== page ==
How Do You Residue

10-2-2017 How do you residue? from Central Valley Ag on Vimeo.

by Mike Zwingman

by Mike Zwingman

Not too long ago a customer and I were talking about some interesting things he saw in his NDVI Imagery. He told me that he had alternating green and yellow streaking. After some discussion about this corn following soybean field, he came up with the idea that maybe this had something to do with the distribution of his soybean residue from last fall. Well, he was right. In the fall, then again in the spring, we see an uneven distribution of residue and can start to visualize the challenges that lay ahead of us. The shortlist being uneven stands due to uneven seedbed conditions.

The problem of residue distribution is the result of conditions and machine limitations. The simple fact that we spend so much time focusing on the health of the soybean plant leads to a higher number of greener stems; this adds both volume and weight, couple that with wider head widths and a faster harvest pace and you get a narrower distribution of residue. A combine’s ability to thresh soybeans significantly outpaces its capacity to get rid of residue, leaving a heavier band in the middle and lessening depths as you move out from the center.

When harvesting corn, we have an entirely different problem that has more to do with residue size and the amount of damage we do to it than it does the volume of residue present. With soybeans, we want the combine to do the work, with corn we want the head to do the heavy lifting. Here is where all the advancements in head technology and aftermarket parts come from, which are great moves forward in accomplishing our goals but it still comes down to conditions and machine limitations. When we harvest corn earlier (read higher moisture) the stalk and leaves have more moisture in them. Because of that, the head sizes it more appropriately, and it has more weight and less fluff. Most problems with corn residue come on windy days after harvest when the “fluff” moves around. The best way to mediate that problem is by running your head 12-18 inches off the ground, so the rest of the residue lays between the rows, protected from the wind.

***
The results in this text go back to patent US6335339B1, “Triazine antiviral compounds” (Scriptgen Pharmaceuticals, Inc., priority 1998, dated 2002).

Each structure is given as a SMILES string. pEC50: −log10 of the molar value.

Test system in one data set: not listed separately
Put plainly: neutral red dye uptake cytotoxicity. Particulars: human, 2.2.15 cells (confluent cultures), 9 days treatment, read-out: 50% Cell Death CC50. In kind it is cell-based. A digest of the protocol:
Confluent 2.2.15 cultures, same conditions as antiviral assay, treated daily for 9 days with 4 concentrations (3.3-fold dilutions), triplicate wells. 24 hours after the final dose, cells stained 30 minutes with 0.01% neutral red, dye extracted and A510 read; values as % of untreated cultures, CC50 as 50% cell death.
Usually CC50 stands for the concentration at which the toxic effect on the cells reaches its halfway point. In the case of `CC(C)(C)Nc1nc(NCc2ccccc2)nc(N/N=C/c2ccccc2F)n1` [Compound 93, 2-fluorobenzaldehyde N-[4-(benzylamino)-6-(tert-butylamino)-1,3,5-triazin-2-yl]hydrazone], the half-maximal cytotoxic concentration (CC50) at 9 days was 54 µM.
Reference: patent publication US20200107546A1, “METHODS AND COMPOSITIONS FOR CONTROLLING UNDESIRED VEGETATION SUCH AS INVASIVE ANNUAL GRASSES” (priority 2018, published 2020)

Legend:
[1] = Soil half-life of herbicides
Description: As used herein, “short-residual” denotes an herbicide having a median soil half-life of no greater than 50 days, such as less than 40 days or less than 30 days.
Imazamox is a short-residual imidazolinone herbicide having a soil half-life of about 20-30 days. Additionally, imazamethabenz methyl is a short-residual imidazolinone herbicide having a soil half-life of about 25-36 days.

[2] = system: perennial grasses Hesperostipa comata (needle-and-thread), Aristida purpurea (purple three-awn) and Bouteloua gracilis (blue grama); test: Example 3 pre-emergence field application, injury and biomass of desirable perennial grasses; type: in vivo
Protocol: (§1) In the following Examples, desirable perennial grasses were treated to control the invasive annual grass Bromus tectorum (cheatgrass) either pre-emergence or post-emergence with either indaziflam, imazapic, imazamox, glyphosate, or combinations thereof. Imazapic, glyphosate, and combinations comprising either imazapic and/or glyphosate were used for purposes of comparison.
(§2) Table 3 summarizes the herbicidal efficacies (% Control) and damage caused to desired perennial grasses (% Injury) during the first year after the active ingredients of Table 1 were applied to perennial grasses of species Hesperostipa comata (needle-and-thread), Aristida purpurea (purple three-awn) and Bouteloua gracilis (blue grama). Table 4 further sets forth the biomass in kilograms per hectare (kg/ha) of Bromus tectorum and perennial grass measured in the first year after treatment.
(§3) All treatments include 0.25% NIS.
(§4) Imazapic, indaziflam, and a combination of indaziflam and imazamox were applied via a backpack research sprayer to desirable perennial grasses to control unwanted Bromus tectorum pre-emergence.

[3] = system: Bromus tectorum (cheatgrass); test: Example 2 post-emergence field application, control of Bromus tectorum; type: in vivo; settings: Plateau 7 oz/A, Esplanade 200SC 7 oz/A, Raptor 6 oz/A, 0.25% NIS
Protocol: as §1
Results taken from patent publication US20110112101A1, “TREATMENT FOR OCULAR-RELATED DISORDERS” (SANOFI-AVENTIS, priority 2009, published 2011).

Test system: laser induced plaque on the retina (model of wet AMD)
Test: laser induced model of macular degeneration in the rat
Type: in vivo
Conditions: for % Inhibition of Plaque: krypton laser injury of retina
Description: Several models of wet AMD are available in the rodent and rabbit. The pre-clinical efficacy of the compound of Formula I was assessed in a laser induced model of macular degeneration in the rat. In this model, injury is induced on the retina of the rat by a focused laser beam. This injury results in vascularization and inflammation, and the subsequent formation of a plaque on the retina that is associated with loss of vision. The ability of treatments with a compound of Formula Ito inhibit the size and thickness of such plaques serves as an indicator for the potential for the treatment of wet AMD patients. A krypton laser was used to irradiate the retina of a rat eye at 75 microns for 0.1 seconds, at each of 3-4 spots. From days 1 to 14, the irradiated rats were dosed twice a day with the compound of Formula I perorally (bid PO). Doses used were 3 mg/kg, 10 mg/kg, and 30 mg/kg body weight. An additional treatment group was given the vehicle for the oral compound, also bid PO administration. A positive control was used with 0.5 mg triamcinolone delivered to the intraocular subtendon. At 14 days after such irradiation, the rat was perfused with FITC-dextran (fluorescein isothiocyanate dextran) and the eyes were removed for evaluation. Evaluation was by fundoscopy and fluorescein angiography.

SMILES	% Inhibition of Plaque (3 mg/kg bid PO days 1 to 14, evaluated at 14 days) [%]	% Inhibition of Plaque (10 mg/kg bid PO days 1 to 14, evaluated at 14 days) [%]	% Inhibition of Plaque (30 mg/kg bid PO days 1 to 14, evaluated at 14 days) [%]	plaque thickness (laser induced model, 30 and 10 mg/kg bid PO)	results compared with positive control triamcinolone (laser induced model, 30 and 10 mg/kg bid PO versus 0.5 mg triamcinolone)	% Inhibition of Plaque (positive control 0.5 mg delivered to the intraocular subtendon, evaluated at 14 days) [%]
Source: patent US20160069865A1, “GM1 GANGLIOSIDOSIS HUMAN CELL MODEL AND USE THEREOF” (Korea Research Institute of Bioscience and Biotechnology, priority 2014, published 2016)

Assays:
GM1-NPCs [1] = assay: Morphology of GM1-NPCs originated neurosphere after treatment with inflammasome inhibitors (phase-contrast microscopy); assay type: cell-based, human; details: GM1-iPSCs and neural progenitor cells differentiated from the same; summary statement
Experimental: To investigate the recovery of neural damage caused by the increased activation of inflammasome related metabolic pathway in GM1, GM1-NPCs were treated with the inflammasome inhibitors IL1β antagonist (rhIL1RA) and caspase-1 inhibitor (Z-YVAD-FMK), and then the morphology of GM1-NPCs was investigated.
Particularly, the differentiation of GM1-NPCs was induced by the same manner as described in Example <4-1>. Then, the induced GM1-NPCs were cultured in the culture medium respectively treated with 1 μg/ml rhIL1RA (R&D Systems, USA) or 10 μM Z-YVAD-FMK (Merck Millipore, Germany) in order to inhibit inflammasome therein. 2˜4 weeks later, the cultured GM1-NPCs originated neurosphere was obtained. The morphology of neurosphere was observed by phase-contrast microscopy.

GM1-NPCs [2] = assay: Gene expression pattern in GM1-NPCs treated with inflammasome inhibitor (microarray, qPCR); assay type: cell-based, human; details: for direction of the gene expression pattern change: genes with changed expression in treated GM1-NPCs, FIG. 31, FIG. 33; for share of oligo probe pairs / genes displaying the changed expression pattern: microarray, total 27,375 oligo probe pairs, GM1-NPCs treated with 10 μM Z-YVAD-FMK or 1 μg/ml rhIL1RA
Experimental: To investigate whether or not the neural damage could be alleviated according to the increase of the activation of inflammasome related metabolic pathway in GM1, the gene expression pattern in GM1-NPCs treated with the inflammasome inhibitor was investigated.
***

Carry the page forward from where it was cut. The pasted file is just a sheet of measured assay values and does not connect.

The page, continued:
The soybean solution seems rather simple, but it’s not. When harvesting soybeans, we need to train our grain cart operators to pay attention to the patterning of residue behind the combine. You can’t watch it from the combine, and asking you to stop is a lot, so, grain cart operator it is. As conditions change throughout the day into the evening, they can relay information to you enabling you to make changes to your settings and ground speed accordingly. Doing this will help get residue spread the entire head width a higher percentage of the day. You may have to make changes to the spreader settings a couple of times a day as things get drier then tougher again towards nightfall. When you are combining high yield beans you are going to have to find the balance between thresher optimization and spreading optimization; there will be no “perfect” just levels of better.

A final thought. Residue distribution is a problem regardless of your tillage system, short of a Mold Board plow there is no way to till your way through this. Uneven distribution of residue in a conventional or vertical tillage system leads to uneven mixing of residue and an uneven tillage depth. Which still leads to seedbed and emergence issues next spring. The success of next season’s NESP goals, nutrient cycling, and herbicide efficacy programs start with your combine, and how you address residue issues.